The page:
Wednesday, May 8, 2013

Making Wine -vs- Making Cider

   If you can make good cider you can make good wine, but not the other way around.  For one thing, cider is more difficult to "stabilize", it has less alcohol, the acids are different and lower (higher PH), and it has less tannin.  But more notably, the flavors of cider are more subtle and aloof.  By the time you master blending cider the variations in wine seem easily identifiable and ready to pair.   
   Yet when I hear what my colleagues in the wine industry do to make, say a chardonnay, I'm disappointed by the by-the-book approach they all seem to take.  It's as though academia has given them a "how to" on wine:  You add sugar if the brix aren't right, you add acid if the T.A. is off.  You sulfite the must so that lab yeasts have a sterile start, you sulfite at each rack and you sulfite at bottle for ML bacteria and oxidation.  And is it necessary to use a sterile filter?  Forgettaboutit! Who doesn't?
   This is the cider-makers advantage.  We don't have decades of formula to draw upon and we are given the opportunity to figure it out on our own.  Individually reinventing the wheel trains us to trust our instincts and we learn to self-critique without bias or expectation.  We are more more likely to ignore teachers, advise from "professionals", and even the feedback from the market.  If we can maintain our innocence our products will preserve a spontaneity, creativity and uniqueness lacking in most wine.  Quickly, professionals and academia are jocking for authority in today's revamped cider market, some want to establish a standard, but I elect we maintain a healthy skepticism as cider develops down the path blazed by wine.  Truth is, we need both, explanation and exploration, but we are blessed with fewer hang-ups in our "new" market.  We are free to be kids, and I feel sorry for those self-imprisoned by the tag authority.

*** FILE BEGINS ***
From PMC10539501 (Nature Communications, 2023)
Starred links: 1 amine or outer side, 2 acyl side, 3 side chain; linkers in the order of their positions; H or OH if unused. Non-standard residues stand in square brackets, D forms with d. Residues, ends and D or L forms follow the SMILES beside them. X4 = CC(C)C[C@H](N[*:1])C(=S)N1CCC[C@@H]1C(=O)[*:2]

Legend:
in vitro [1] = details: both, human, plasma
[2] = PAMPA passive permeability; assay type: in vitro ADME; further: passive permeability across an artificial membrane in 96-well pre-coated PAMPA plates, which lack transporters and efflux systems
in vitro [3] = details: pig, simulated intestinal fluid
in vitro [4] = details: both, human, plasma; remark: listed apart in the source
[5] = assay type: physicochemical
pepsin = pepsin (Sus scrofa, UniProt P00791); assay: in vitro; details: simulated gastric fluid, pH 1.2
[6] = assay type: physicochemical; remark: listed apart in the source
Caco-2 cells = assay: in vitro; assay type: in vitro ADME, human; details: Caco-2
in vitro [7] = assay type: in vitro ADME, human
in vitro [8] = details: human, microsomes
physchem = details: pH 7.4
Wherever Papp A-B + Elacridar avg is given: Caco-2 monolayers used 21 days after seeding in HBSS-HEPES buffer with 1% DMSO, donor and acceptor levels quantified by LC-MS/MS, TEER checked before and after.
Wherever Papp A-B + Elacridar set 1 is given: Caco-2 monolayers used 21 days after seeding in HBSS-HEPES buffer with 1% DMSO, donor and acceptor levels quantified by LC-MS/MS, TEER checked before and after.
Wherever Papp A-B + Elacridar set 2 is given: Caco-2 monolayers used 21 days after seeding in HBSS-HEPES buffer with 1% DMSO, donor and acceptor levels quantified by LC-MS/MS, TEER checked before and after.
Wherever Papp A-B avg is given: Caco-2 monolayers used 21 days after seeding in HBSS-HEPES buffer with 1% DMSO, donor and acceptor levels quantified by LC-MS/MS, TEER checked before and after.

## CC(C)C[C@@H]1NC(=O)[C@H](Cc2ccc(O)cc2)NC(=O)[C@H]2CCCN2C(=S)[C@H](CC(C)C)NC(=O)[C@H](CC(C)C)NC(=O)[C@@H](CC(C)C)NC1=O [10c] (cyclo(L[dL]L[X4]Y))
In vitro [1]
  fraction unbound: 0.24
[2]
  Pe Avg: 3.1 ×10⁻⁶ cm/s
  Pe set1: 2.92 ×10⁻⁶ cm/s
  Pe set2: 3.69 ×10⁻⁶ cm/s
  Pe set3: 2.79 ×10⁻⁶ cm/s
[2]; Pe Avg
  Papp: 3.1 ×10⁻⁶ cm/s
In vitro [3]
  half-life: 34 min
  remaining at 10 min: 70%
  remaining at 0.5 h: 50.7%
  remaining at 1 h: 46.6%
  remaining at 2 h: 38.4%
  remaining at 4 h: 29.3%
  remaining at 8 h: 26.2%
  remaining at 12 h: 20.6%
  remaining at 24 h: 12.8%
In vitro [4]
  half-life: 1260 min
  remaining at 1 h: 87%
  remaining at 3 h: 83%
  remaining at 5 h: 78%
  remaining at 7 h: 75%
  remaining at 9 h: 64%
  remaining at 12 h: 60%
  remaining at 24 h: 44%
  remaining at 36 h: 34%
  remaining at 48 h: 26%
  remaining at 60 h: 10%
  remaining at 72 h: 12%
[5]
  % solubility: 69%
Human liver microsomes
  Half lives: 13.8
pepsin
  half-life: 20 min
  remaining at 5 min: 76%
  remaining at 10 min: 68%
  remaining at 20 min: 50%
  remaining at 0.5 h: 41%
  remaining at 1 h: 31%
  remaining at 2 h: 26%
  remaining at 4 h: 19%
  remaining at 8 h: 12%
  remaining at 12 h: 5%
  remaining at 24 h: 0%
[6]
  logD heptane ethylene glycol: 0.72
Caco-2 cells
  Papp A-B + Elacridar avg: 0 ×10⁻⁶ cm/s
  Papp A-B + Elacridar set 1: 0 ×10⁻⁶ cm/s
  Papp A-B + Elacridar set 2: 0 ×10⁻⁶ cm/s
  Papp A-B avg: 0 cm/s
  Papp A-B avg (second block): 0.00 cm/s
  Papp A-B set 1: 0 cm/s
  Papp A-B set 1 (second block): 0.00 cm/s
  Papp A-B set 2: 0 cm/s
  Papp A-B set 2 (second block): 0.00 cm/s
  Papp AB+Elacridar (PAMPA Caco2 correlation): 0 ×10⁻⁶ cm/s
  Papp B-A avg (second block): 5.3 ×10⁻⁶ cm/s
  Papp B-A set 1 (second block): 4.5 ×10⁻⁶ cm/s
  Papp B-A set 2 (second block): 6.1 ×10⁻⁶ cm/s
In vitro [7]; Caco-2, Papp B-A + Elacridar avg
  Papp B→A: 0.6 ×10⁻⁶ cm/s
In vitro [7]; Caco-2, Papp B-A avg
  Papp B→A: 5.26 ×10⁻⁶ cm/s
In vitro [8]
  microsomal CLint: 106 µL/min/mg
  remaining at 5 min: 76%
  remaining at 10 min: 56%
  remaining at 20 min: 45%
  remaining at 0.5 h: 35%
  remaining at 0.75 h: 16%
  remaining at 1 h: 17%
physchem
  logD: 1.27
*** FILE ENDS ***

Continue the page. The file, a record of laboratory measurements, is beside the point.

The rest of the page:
1 comment:

  1. We have a cider makers co-op here in Seattle area, and noted during a recent tasting gathering how we were evaluating each cider we made on its own merits. Our fruit is a mix of homestead, home grown, seedling and otherwise foraged. One of us commented that in a similar wine making setting, the benchmark was always some commercial version of a known varietal or blend. Cider makers now have the world at their fingertips, it is an absolute tragedy so many resort to adjuncts to make it ‘drinkable’.